When adulthood arrives, most kids flee the family nest, eager to take off on their own journey to independence. Thanks to a difficult economy, however, many of today’s millennials are still financially tethered to dear ol’ Mom and Dad — and it’s hurting their parents’ bottom line, too.
Boomers Are Losing on Average $11,011 Yearly to Their Millennial Kids. According to a 2017 study by TD Ameritrade, on average, millennial parents ages 19 to 37 said they received $11,011 in financial support and unpaid labor from their boomer parents, ages 50 to 70. Without that help, many millennials couldn’t support their current lifestyles, the survey found. While boomers are investing in their kids, they’re making a mistake by not saving for their own futures.
No. 1 Money Culprit: Unpaid Childcare and Household Help
According to the study, the millennials reported the biggest chunk of support they received in the past year — to the tune of $8,684 — didn’t even come in the form of cash. Rather, it was help with child care or running the household.
On average, boomer grandparents provided 14.3 hours of primary child care per week and 9.2 hours of backup care or babysitting. Although many grandparents are more than happy to spend time with their newest little family members, they need to keep in mind that all that unpaid labor could be affecting their ability to retire.
No. 2 Money Culprit: Helping Kids Pay the Bills
There’s no secret that living isn’t cheap — so many millennial parents are turning to their own mom and dad to help them take care of a few of their line items each month. Boomer parents said that they provided their children with $4,527, on average, in the past year. Nearly a quarter of millennials said their parents help them pay for groceries — to the tune of $898 last year — and almost 20 percent of millennials said their parents help them pay their phone bills, with an average of $547 last year.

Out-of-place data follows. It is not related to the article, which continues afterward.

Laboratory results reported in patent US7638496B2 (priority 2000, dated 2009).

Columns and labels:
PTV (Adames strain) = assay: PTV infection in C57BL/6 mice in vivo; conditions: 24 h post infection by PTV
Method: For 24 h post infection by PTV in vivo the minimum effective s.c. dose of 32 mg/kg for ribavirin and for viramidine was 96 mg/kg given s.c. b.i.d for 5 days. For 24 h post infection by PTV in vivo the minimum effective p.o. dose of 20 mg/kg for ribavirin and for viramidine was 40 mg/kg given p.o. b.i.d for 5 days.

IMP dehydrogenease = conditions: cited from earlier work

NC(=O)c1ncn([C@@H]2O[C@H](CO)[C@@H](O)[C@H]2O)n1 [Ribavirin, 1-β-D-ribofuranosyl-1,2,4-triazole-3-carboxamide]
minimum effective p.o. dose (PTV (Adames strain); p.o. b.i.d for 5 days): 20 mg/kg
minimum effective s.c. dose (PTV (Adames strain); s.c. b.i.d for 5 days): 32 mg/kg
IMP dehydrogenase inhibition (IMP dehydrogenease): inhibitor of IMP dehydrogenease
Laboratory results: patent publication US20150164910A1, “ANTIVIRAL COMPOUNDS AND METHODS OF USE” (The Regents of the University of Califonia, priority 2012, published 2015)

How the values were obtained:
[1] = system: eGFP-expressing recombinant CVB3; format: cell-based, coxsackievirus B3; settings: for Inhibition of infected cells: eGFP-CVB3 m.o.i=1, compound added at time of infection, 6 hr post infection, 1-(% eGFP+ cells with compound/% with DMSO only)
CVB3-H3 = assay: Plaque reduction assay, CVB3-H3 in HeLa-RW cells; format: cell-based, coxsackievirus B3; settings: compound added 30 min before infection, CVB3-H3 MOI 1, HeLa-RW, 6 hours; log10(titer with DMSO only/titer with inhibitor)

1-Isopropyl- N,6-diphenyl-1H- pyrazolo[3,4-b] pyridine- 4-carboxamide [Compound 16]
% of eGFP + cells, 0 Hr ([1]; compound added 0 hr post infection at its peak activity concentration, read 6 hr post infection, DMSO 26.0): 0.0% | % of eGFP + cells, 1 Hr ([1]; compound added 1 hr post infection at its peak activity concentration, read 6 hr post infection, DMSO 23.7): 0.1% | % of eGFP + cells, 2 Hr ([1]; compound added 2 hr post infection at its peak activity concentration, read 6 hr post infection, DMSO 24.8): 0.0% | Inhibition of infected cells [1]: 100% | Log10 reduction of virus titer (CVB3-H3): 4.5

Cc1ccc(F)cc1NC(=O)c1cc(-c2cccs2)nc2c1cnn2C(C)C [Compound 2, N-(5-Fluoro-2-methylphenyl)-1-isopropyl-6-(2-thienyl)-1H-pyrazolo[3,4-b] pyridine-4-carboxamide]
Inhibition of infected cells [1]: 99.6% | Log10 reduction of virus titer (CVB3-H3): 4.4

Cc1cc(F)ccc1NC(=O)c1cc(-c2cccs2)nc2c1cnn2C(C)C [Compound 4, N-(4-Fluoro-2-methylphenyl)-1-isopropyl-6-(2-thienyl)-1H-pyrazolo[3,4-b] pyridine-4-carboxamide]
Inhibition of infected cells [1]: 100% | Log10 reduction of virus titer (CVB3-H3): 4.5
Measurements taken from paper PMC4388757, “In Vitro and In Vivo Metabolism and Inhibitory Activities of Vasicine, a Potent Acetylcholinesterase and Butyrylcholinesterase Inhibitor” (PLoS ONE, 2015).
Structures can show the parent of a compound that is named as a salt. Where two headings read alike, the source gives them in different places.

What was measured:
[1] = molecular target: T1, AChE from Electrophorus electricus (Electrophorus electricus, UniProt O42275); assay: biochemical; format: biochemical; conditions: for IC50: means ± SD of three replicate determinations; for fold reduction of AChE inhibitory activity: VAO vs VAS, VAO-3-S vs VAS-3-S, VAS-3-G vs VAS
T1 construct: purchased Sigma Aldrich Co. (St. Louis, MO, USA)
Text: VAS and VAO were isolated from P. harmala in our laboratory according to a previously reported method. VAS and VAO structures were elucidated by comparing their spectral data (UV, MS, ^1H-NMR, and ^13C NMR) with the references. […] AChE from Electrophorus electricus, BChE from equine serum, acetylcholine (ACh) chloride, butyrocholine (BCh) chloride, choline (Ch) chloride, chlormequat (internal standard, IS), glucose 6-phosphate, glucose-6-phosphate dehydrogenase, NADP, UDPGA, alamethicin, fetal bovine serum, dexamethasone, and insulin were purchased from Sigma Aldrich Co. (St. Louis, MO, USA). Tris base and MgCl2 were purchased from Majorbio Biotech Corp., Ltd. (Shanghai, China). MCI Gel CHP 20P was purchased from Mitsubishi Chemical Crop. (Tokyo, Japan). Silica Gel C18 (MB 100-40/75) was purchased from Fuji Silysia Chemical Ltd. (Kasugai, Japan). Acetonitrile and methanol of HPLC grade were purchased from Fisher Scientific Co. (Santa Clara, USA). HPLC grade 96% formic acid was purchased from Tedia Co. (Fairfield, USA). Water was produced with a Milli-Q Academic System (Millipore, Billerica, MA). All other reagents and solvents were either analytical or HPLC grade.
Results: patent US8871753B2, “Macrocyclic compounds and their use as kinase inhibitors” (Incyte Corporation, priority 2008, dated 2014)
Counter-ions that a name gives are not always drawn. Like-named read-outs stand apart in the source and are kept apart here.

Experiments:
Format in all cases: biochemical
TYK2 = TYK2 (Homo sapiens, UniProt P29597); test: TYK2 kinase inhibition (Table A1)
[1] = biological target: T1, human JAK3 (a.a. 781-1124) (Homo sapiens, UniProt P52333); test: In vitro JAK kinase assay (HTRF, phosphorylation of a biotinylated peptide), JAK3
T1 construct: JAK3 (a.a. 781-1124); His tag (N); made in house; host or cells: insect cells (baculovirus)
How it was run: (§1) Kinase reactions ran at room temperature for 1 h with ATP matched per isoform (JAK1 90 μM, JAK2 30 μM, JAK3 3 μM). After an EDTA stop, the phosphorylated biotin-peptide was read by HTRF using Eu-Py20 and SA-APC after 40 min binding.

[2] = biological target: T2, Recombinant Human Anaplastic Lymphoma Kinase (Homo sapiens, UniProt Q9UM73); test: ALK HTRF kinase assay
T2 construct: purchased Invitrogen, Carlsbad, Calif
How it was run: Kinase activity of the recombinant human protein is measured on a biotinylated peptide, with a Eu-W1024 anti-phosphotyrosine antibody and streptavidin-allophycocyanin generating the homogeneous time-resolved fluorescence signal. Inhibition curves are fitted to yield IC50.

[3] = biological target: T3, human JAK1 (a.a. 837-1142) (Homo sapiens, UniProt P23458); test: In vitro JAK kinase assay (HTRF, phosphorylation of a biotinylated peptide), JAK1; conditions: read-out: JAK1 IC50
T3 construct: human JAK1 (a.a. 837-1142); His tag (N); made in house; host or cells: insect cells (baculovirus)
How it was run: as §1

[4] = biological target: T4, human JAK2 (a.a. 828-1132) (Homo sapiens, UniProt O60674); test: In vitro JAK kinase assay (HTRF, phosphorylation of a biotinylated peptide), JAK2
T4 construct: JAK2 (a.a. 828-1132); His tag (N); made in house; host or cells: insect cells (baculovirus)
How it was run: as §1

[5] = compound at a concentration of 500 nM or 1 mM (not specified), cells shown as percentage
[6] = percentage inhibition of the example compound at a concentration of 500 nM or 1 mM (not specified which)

To save money, millennials can live in cities where the cost of living is lower and assistance isn’t necessary.
No. 3 Money Culprit: Student Debt Drama
Millennials are facing more student debt than any generation previously — and parents are shouldering some of that burden, too. The survey found that 12 percent of millennials said they got help making student loan payments last year — but boomer parents need to be careful with their spending, since many of them are also trying to pay down their own expenses simultaneously. Parents should know there are creative ways to pay for college.
Bottom Line: Develop a Plan
Most of the boomer respondents said that helping their millennial children financially wasn’t a burden. Nevertheless, they should still create a plan to stay afloat throughout retirement.
Staying in the job market longer will help boomers to accrue larger retirement nest eggs. Downsizing to a smaller home frees up more cash.
The key is simple: Plan ahead for the future, so the tables won’t get turned and boomers won’t be forced to rely on their millennial children to support them someday.
Magazines and newspapers do not bother to mention this, but many reporters and sources of articles have interests or are rewarded by a third party to publish these articles. From time to time, the Rothschild website hosts external reporters and allows them a free platform, including the integration of links as they wish. The links in the articles may be sponsored links, for which the writer is compensated for commissions, favors or other interests of the writer and / or sit